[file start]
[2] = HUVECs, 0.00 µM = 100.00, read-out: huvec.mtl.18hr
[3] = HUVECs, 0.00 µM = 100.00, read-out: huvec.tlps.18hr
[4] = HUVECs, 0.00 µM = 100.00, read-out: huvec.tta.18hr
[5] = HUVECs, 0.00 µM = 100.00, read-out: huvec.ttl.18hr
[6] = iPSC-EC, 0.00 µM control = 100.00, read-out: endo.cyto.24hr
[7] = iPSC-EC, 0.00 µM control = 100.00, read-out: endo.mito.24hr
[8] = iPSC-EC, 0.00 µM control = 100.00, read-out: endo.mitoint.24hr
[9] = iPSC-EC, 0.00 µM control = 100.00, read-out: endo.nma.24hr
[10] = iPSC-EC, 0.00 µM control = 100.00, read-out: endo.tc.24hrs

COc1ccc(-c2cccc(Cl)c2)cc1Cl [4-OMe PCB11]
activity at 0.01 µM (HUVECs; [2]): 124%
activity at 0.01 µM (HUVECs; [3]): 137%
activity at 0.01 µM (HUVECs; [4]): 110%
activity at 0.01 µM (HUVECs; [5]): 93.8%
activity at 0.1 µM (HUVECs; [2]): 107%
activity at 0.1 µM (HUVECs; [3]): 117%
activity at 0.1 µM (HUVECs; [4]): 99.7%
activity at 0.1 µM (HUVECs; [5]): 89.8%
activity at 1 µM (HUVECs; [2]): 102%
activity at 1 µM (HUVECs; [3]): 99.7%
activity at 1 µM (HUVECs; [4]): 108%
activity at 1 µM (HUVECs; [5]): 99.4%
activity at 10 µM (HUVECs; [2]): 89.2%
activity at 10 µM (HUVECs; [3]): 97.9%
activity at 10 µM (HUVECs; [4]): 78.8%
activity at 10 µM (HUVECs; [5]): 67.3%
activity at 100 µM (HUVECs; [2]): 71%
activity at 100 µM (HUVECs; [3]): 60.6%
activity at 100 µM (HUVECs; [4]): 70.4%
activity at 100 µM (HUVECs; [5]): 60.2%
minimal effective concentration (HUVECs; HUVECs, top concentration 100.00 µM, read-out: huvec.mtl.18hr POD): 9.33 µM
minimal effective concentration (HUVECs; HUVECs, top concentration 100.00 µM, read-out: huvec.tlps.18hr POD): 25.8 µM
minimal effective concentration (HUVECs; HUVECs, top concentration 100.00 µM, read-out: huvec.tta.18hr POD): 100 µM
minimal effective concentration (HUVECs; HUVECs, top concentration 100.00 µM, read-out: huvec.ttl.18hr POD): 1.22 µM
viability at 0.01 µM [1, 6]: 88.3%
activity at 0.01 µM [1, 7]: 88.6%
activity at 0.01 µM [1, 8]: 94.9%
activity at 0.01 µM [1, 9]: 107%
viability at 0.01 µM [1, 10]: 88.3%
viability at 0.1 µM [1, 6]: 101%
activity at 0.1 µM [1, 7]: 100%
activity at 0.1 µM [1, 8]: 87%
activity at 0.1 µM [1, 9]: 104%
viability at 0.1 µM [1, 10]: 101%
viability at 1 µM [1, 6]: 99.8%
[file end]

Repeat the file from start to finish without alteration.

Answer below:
[2] = HUVECs, 0.00 µM = 100.00, read-out: huvec.mtl.18hr
[3] = HUVECs, 0.00 µM = 100.00, read-out: huvec.tlps.18hr
[4] = HUVECs, 0.00 µM = 100.00, read-out: huvec.tta.18hr
[5] = HUVECs, 0.00 µM = 100.00, read-out: huvec.ttl.18hr
[6] = iPSC-EC, 0.00 µM control = 100.00, read-out: endo.cyto.24hr
[7] = iPSC-EC, 0.00 µM control = 100.00, read-out: endo.mito.24hr
[8] = iPSC-EC, 0.00 µM control = 100.00, read-out: endo.mitoint.24hr
[9] = iPSC-EC, 0.00 µM control = 100.00, read-out: endo.nma.24hr
[10] = iPSC-EC, 0.00 µM control = 100.00, read-out: endo.tc.24hrs

COc1ccc(-c2cccc(Cl)c2)cc1Cl [4-OMe PCB11]
activity at 0.01 µM (HUVECs; [2]): 124%
activity at 0.01 µM (HUVECs; [3]): 137%
activity at 0.01 µM (HUVECs; [4]): 110%
activity at 0.01 µM (HUVECs; [5]): 93.8%
activity at 0.1 µM (HUVECs; [2]): 107%
activity at 0.1 µM (HUVECs; [3]): 117%
activity at 0.1 µM (HUVECs; [4]): 99.7%
activity at 0.1 µM (HUVECs; [5]): 89.8%
activity at 1 µM (HUVECs; [2]): 102%
activity at 1 µM (HUVECs; [3]): 99.7%
activity at 1 µM (HUVECs; [4]): 108%
activity at 1 µM (HUVECs; [5]): 99.4%
activity at 10 µM (HUVECs; [2]): 89.2%
activity at 10 µM (HUVECs; [3]): 97.9%
activity at 10 µM (HUVECs; [4]): 78.8%
activity at 10 µM (HUVECs; [5]): 67.3%
activity at 100 µM (HUVECs; [2]): 71%
activity at 100 µM (HUVECs; [3]): 60.6%
activity at 100 µM (HUVECs; [4]): 70.4%
activity at 100 µM (HUVECs; [5]): 60.2%
minimal effective concentration (HUVECs; HUVECs, top concentration 100.00 µM, read-out: huvec.mtl.18hr POD): 9.33 µM
minimal effective concentration (HUVECs; HUVECs, top concentration 100.00 µM, read-out: huvec.tlps.18hr POD): 25.8 µM
minimal effective concentration (HUVECs; HUVECs, top concentration 100.00 µM, read-out: huvec.tta.18hr POD): 100 µM
minimal effective concentration (HUVECs; HUVECs, top concentration 100.00 µM, read-out: huvec.ttl.18hr POD): 1.22 µM
viability at 0.01 µM [1, 6]: 88.3%
activity at 0.01 µM [1, 7]: 88.6%
activity at 0.01 µM [1, 8]: 94.9%
activity at 0.01 µM [1, 9]: 107%
viability at 0.01 µM [1, 10]: 88.3%
viability at 0.1 µM [1, 6]: 101%
activity at 0.1 µM [1, 7]: 100%
activity at 0.1 µM [1, 8]: 87%
activity at 0.1 µM [1, 9]: 104%
viability at 0.1 µM [1, 10]: 101%
viability at 1 µM [1, 6]: 99.8%